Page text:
stable in molecular structure, these chemicals do not allow the destructive
elements of weather and chemicals to affect the property of coal tar. So for a
variety of reasons, the most commonly used sealcoatings have, until recently,
been based on refined coal tar. These sealcoatings act as "barrier
coats" to protect asphalt surfaces. Sealcoatings based on refined coal tar
were introduced in the 1950s and have been used extensively to protect
off-street pavements. These often are referred to as C.T.P.E. (Coal Tar Pitch
Emulsions), denoting that these coatings are water based, obtained by dispersing
refined coal tar in a matrix of clay and water. The finished product is a
stable, homogeneous composition that is applied with ease and safety in
handling. The mineral fillers serve to extend the softening range of the refined
coal tar so that the coating will be functional at normal pavement temperatures.
The CTPE incorporates the protective features of refined coal tar and the
reinforcing effect of mineral fillers, to offer a "barrier coating"
that will flex with the pavement’s movements while protecting the asphalt from
the destructive elements of weather, gas, oil, fat, chemicals etc. In recent
years asphalt emulsion based coatings have been introduced with varying degrees
of success. In fact, many sealer manufacturers that previously produced only
refined coal tar sealers now also produce asphalt-based sealers or even
asphalt/refined coal tar blends. The asphalt emulsions deliver most of the same
properties as refined coal tar-based coatings —except for the resistance to
color fading due to ultraviolet degradation, salts, and petrochemicals like
oils, fats, grease and solvents. These deficiencies are inherent in the asphalt
binder itself. Being a petroleum derivative, asphalt has a natural affinity for
petrochemicals, so it is easily dissolved by them. Asphalt emulsion-based
coatings are made using either a soap emulsion (SS-1-H, for example) or clay
stabilized emulsions. Both types are suitable but the properties of clay
stabilized emulsions can be controlled better through selection of the right
In recent years sealcoat manufacturers have been quite successful refining the performance of asphalt emulsion sealers through the use of specialty chemicals and pigments. But asphalt emulsion’s resistance to petrochemicals and solvents — while improved — has yet to be overcome. In spite of this deficiency, sealcoaters have recognized some definite advantages of asphalt emulsion over refined coal tar sealers: Asphalt emulsion sealcoats are more "user friendly," practically odorless, and do not irritate and burn the skin (features especially important for people with respiratory conditions or sensitive skin). It is noteworthy, however, that the Federal Aviation Administration Specifications (P-625, 627 and 628) accept only refined coal tar-based sealcoatings for use on airport projects, because the refined coal tar based sealcoatings offer greater resistance to jet fuel.
Mix design on the job
Sealer manufacturers always supply sealer — whether asphalt or refined coal tar — in a concentrated form that has to be diluted 25% to 30% by volume with water and mixed with sand or aggregate for proper textured appearance and non-slip properties. The quantities of water and sand or aggregate are conventionally expressed as a percentage or quantity based on the amount of concentrated sealer. For example, 25%-30% water will denote 25-30 gallons of water added to 100 gallons of concentrated sealer (as supplied by the manufacturer). Similarly, 2-2.5 lbs. of sand per gallon will mean 200-250 lbs. of sand added to 100 gallons of concentrated sealer. The sand must be clean, hard, angular and fall within a specified range of particle size gradation. Too many fine or coarse particles will detract from performance. The relative quantities of binder (asphalt emulsion or refined coal tar), clay, and fillers are crucial to the performance of the sealer. Excessive amounts of clay and fillers in the sealer formulation will produce porous cured films due to insufficient binder, and thus poor performance. Such sealcoat films tend to lack flexibility and wear pre-maturely. Similarly, excessive amounts of sand or aggregate in the mix design degrade the performance in the same manner. Conversely, an excessive amount of binder (asphalt or refined coal tar) might produce tackiness under hot climatic conditions, even after the full cure. Using standard mix designs, both asphalt emulsion sealers and refined coal tar sealers are capable of suspending sand, holding it in wet film, and keeping it bound in the cured film. However, when stretched beyond its capability, the sealer might not suspend the large quantities (more than 5 lbs.) of sand and definitely will not keep large quantities of sand bound in the cured film. Sand and aggregates, like any other filler, have their own binder requirements (the surface of the sand will absorb the binder -refined coal tar or asphalt- from the sealer). Used in excessive amounts, sand will rob enough binder from the sealer film which would have been otherwise available to form a continuous film on the pavement. But for some jobs it is necessary to add larger amounts of sand to fill in the profile of badly weathered pavements and produce a uniform textured appearance. In such instances special mix designs using specialty rubber additives are used that offer satisfactory performance.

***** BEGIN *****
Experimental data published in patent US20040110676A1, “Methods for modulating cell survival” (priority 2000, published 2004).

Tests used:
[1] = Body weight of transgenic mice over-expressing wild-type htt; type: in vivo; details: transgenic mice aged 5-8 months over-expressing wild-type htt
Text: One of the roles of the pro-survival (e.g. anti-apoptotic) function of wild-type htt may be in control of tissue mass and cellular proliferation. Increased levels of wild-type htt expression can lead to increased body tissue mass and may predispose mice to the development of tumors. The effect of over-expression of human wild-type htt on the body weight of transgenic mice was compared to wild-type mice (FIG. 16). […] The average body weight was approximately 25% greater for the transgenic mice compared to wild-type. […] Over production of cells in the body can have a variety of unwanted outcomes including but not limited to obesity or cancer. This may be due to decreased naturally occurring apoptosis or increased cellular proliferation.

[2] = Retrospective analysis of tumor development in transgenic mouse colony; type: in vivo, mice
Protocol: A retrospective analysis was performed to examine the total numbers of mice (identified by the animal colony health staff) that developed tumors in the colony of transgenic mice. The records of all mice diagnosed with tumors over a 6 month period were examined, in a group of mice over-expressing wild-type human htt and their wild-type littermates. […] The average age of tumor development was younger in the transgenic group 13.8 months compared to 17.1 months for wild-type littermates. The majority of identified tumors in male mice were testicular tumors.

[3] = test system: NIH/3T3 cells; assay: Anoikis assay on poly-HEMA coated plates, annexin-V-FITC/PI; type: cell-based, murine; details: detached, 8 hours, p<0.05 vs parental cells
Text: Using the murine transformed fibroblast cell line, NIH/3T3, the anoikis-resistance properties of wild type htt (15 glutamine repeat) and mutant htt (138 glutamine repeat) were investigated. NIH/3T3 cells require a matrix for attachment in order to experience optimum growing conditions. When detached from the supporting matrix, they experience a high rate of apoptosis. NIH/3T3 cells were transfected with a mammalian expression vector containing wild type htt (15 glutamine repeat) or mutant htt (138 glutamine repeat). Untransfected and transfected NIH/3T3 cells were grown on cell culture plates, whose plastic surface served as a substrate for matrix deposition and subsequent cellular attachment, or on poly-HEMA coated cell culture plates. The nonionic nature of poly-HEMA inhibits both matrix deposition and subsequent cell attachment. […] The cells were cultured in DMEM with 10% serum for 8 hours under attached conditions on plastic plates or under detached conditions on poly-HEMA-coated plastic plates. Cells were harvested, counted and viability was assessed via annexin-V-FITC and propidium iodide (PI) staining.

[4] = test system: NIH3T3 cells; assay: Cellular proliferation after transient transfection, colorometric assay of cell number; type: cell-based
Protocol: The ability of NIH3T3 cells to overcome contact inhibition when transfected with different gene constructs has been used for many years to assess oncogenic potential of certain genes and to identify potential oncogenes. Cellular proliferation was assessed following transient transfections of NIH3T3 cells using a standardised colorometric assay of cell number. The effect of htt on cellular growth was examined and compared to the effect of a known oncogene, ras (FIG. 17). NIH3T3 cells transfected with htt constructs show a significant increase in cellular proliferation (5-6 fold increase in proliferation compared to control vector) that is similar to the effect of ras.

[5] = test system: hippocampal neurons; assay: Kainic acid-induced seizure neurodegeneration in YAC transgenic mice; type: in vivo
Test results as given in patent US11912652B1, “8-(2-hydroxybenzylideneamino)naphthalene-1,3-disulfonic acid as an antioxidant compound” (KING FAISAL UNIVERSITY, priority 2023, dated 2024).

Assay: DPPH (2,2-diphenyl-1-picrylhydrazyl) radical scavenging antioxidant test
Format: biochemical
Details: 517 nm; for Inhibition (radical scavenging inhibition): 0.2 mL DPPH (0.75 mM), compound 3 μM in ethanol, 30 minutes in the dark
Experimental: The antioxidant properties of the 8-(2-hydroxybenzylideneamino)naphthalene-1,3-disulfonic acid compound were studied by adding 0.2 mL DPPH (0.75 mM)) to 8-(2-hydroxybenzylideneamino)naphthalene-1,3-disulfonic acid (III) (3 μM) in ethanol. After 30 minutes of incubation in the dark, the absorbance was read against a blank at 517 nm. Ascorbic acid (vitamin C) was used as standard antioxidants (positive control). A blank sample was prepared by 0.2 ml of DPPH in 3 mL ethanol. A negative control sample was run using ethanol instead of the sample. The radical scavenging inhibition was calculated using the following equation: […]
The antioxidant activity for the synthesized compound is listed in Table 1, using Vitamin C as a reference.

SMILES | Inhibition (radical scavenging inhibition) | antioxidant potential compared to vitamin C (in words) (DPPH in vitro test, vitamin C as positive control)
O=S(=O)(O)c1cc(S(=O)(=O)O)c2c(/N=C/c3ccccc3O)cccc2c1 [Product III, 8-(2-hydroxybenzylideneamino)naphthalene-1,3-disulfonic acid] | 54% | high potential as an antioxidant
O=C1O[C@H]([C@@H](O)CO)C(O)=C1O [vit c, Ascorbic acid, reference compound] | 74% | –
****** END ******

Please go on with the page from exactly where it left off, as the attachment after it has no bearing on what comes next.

Sealcoating can save real dollars for pavement owners. Unsealed pavements will require repairs starting with the second year and could require a one-inch overlay as often as every seven years. Cost savings will be a substantial 65% if the pavement is maintained regularly. Estimated savings for a 10,000-sq.-yd. asphalt pavement are $127,000 over15 years.
Girish Dubey is past-president of the independent P.C.T.C.